Court limits police's high-tech search of homes

Justices protect privacy in a 5-to-4 ruling against the use of thermal imaging.

The US Supreme Court has drawn the curtains, closed the blinds, and firmly shut the door on the unsupervised use of law-enforcement technology to detect crimes in private homes.

The result: American homes are today more private than they were yesterday.

In a major decision that strengthens privacy protections in the face of increasingly sophisticated law-enforcement snooping devices, the high court ruled yesterday that police must obtain a warrant from a neutral judge prior to using technology that reveals even relatively minor details about what's going on inside a private home.

"The use of technology in this way clearly exposes private information concealed in the home," says James Tomkovicz, a professor at the University of Iowa College of Law. The ruling, he adds, may set a standard on when technology triggers constitutional protections.

"The Fourth Amendment values privacy in the home above all else, and technology makes it possible ... without physically intruding [the way] the British did [when] the Constitution was framed," says Mr. Tomkovicz, who filed an amicus brief for the American Civil Liberties Union and the National Association of Criminal Defense Lawyers.

Police are not required to get a judge's authorization before using technological surveillance devices that merely record information about a home that is exposed to public view. But in its 5-to-4 ruling, the court says the use of the technology requires a warrant when a device could uncover information about activities inside a home that police could not have obtained otherwise.

The ruling sets a benchmark for police who are in a position to use intrusive high-tech surveillance tools. "The Fourth Amendment draws a firm line at the entrance to the house," writes Justice Antonin Scalia for the majority. "That line, we think, must be not only firm, but also bright."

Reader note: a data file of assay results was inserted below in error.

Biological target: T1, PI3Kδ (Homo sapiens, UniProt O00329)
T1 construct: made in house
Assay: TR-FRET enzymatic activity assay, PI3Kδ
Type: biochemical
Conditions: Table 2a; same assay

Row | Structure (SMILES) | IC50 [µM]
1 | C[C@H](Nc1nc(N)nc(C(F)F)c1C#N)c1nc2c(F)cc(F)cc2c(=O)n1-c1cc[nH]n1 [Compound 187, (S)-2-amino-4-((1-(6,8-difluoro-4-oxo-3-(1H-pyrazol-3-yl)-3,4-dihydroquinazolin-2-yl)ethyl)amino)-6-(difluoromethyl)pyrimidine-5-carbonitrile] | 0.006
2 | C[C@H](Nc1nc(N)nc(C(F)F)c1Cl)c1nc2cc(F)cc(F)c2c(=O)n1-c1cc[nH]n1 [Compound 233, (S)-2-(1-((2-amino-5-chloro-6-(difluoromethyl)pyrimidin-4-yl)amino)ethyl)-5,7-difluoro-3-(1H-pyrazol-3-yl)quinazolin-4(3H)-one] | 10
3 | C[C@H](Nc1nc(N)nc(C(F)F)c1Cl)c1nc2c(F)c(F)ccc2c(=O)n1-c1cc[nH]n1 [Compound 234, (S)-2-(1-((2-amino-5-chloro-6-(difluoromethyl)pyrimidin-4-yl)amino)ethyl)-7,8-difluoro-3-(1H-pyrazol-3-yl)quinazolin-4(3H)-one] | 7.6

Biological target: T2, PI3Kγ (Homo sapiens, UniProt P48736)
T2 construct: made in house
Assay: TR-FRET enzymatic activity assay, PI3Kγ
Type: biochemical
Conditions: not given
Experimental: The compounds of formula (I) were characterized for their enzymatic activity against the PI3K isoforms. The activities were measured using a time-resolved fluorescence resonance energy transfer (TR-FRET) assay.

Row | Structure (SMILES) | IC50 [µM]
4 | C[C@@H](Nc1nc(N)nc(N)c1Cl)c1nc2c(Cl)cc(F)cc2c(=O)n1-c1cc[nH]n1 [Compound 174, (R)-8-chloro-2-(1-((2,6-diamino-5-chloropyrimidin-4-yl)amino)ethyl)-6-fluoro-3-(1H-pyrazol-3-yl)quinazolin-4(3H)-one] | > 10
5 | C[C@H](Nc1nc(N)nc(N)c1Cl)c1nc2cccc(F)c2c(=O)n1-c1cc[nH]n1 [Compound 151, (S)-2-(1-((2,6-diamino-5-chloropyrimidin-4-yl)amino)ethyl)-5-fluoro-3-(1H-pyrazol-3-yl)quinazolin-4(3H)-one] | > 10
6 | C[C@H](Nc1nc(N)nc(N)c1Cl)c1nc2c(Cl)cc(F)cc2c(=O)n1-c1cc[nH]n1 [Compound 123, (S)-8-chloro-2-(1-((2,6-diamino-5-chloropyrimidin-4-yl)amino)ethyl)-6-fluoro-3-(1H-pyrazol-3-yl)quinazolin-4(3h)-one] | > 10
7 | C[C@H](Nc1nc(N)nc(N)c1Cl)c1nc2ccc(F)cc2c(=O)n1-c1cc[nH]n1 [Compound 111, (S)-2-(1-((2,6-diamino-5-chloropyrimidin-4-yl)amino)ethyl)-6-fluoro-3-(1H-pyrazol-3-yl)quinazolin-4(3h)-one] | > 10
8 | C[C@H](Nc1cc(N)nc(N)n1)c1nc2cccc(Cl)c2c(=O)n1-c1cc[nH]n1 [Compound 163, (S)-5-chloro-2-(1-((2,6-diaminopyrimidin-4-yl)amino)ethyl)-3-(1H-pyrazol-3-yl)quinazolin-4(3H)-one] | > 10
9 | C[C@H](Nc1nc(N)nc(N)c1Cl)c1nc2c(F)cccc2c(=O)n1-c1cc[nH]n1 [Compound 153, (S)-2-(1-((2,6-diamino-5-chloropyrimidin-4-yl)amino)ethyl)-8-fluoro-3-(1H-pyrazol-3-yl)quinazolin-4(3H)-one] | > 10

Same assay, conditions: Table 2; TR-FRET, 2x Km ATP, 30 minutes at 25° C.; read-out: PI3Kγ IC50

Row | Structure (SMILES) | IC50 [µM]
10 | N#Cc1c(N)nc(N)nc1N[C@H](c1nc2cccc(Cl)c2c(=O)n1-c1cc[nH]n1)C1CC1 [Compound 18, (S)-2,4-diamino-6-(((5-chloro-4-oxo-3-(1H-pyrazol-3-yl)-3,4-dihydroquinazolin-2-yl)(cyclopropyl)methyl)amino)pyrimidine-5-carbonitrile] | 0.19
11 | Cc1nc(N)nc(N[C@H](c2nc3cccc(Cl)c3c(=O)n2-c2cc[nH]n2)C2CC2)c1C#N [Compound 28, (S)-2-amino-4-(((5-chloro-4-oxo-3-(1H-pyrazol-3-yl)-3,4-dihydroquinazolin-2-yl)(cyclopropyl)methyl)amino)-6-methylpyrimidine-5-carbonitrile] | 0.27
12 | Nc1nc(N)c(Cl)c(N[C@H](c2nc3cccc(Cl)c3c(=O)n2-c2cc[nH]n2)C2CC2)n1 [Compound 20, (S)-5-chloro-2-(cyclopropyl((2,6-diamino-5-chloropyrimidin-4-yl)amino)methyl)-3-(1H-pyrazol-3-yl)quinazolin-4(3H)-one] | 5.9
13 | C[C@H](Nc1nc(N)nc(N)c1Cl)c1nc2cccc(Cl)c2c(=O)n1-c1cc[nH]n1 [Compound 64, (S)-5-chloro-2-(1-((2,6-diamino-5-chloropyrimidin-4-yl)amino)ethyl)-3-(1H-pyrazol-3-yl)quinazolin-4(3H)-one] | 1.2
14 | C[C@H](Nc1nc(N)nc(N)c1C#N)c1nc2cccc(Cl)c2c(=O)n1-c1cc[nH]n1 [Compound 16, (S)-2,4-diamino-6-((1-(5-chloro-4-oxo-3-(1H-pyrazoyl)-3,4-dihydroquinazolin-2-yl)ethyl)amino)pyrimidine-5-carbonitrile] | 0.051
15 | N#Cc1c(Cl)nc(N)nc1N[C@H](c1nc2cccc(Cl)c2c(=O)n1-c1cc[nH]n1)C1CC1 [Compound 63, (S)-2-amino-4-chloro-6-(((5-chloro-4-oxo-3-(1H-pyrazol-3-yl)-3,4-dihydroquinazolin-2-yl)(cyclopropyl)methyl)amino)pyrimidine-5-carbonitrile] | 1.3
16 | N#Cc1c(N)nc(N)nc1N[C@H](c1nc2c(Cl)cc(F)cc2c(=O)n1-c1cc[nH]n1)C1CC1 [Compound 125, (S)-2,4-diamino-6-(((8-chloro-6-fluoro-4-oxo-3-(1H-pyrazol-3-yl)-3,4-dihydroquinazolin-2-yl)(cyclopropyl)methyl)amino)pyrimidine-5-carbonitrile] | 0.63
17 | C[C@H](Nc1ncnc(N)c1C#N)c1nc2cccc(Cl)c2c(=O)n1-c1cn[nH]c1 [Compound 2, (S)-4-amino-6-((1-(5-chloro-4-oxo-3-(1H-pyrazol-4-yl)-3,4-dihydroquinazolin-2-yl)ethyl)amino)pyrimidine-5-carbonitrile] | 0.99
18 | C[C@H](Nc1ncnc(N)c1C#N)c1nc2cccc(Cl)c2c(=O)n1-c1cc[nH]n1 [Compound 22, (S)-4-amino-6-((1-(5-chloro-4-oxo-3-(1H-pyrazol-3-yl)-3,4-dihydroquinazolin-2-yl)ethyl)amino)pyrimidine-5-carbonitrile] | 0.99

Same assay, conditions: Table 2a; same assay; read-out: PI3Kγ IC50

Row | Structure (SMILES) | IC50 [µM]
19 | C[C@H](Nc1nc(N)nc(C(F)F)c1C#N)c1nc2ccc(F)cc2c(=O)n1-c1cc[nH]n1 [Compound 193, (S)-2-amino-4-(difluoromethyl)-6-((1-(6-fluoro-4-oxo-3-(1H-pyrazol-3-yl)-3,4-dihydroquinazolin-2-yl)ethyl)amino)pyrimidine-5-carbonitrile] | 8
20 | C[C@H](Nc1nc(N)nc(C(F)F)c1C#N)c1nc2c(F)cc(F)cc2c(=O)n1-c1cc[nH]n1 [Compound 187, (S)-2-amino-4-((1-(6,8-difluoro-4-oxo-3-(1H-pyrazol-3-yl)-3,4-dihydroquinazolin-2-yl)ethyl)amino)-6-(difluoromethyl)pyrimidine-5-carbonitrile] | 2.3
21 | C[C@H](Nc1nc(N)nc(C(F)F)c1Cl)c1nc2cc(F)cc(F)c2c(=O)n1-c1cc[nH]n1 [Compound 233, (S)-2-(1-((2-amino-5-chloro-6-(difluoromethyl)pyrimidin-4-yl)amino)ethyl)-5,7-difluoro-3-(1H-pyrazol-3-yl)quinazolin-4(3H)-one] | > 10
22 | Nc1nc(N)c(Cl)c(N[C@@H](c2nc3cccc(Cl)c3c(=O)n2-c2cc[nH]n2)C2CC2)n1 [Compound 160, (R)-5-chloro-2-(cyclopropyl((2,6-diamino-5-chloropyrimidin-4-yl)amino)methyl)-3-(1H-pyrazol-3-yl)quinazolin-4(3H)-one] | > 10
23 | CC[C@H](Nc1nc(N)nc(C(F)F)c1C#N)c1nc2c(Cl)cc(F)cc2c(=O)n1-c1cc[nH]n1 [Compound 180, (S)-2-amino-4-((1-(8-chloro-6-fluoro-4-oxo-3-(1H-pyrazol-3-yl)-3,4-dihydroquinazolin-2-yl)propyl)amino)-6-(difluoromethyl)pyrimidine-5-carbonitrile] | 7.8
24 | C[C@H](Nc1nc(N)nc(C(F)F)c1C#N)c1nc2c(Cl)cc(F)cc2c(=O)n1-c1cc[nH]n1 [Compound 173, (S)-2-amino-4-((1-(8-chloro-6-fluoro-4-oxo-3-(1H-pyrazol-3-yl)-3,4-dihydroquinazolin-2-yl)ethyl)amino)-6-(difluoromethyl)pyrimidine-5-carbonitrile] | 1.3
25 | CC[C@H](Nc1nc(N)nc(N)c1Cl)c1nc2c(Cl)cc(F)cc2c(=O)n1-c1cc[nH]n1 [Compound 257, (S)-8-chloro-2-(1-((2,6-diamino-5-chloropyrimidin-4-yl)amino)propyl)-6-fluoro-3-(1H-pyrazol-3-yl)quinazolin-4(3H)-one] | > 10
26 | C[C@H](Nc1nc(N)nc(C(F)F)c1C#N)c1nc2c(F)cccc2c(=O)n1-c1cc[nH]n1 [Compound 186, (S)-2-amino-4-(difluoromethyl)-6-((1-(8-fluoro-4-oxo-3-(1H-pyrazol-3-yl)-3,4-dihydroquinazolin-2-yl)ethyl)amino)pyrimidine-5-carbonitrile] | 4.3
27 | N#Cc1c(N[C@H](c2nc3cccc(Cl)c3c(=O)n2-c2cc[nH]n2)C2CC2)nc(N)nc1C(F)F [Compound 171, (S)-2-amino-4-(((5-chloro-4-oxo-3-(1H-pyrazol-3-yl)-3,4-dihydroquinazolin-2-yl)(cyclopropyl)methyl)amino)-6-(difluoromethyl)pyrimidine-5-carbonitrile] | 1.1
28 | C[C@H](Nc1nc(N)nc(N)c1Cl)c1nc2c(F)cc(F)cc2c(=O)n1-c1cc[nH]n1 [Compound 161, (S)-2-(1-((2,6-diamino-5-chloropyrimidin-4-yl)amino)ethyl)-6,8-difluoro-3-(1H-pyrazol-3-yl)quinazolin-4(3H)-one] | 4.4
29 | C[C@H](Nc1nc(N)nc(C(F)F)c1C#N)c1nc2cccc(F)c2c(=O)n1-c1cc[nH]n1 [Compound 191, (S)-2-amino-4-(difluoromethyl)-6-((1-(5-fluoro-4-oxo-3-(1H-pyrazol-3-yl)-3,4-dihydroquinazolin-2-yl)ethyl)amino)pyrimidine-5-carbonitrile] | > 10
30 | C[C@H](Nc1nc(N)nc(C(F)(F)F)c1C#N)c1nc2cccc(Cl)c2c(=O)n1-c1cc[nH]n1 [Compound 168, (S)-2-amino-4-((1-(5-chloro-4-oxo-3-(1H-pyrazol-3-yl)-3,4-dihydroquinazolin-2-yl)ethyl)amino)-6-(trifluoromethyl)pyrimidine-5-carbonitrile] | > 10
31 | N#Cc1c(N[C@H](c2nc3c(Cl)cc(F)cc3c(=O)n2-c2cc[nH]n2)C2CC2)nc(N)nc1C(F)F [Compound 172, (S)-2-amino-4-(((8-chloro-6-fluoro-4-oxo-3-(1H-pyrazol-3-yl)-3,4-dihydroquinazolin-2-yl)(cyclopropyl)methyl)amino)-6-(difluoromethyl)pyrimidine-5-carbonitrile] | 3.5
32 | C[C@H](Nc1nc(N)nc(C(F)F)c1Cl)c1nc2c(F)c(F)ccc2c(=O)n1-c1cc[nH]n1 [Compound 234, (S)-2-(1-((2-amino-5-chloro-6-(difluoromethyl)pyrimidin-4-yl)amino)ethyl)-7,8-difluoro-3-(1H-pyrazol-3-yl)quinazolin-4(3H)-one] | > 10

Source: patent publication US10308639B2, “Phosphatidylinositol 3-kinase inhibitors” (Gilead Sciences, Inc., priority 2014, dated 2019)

Civil libertarians were warning that high-tech snooping by law enforcement was threatening to undermine the Fourth Amendment's prohibition of unreasonable searches and seizures. They had urged the court to head off a potential explosion of privacy-rights litigation by setting a clear standard to cover the types of information gathered by newly emerging technologies.

Law-enforcement officials countered that such devices should require a warrant only if they reveal intimate details inside a home.

The high court's ruling relates to the marijuana conviction of Danny Kyllo of Florence, Ore., whose home was raided by drug agents after a thermal-imaging device showed a higher amount of heat emanating from his house than from neighboring structures.

The device detects infrared radiation and shows it as visible light. Drug agents suspected the heat was being produced by banks of high-intensity light bulbs in a marijuana-growing operation inside Mr. Kyllo's home.

Armed in part with the thermal-imaging observations, agents obtained a search warrant and raided the Kyllo home. Inside, they found more than 100 marijuana plants, weapons, and marijuana-growing equipment.

Kyllo's lawyer challenged the legality of the search, saying agents should have obtained a search warrant from a judge prior to using the thermal-imaging device.

Lawyers for the drug agents countered that the device recorded the thermal image of the home from a car parked in a street. They said the procedure was no more intrusive to Kyllo's privacy than had agents taken a photo or videotaped the home from the street.

In reversing a lower court ruling, the court majority said the thermal image of the heat gave investigators key additional information about Kyllo's activities inside the house.

But the majority stopped short of reversing Kyllo's conviction. Instead, the court remanded the case back to a federal judge in Oregon to determine if investigators had enough other evidence when they applied for their search warrant to justify the raid.

Alexandra Marks contributed to this report from New York.

(c) Copyright 2001. The Christian Science Monitor

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